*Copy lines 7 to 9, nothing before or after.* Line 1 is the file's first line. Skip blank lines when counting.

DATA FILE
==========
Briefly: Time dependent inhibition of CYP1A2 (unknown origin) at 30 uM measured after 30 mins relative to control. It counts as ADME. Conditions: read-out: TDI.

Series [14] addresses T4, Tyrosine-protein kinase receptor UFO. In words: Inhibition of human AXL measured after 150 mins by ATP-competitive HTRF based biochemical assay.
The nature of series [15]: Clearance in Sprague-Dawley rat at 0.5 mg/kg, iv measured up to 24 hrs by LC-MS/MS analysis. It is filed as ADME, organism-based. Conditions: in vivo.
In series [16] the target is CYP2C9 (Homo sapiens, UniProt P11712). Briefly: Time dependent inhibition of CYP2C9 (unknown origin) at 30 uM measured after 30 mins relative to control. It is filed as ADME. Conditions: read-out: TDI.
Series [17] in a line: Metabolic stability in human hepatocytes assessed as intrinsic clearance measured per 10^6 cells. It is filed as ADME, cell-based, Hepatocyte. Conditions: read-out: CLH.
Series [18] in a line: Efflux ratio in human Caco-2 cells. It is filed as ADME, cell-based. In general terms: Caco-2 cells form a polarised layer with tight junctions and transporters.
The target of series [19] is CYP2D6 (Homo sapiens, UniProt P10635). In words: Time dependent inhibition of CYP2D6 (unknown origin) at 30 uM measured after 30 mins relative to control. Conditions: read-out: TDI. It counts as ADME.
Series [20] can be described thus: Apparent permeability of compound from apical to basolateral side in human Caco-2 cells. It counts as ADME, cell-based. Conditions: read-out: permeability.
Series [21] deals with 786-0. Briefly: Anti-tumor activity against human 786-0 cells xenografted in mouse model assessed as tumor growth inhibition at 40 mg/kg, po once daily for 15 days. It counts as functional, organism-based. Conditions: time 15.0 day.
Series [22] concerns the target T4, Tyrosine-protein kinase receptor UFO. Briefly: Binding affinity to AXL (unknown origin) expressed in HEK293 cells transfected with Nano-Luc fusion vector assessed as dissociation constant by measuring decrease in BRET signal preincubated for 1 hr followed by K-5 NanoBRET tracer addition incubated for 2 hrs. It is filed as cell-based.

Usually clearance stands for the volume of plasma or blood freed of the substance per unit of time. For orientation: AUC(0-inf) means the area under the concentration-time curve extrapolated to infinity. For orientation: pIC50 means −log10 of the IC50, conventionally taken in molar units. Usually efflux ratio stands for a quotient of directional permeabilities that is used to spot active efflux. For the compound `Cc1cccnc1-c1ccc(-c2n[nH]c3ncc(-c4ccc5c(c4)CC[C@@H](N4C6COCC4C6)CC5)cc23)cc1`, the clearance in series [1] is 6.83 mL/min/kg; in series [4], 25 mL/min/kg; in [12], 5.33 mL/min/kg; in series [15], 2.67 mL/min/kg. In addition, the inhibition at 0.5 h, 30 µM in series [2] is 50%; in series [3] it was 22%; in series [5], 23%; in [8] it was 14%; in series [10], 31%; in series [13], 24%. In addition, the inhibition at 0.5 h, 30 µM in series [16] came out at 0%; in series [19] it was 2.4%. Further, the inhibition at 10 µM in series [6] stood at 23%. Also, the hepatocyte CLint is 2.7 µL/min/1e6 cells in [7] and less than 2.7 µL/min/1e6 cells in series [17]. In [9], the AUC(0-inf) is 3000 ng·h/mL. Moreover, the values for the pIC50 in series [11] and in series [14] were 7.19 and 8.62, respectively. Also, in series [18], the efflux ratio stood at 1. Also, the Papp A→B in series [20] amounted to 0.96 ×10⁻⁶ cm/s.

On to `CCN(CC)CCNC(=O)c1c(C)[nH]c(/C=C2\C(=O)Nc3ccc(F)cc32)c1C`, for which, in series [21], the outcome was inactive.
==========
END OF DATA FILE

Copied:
The target of series [19] is CYP2D6 (Homo sapiens, UniProt P10635). In words: Time dependent inhibition of CYP2D6 (unknown origin) at 30 uM measured after 30 mins relative to control. Conditions: read-out: TDI. It counts as ADME.
Series [20] can be described thus: Apparent permeability of compound from apical to basolateral side in human Caco-2 cells. It counts as ADME, cell-based. Conditions: read-out: permeability.
Series [21] deals with 786-0. Briefly: Anti-tumor activity against human 786-0 cells xenografted in mouse model assessed as tumor growth inhibition at 40 mg/kg, po once daily for 15 days. It counts as functional, organism-based. Conditions: time 15.0 day.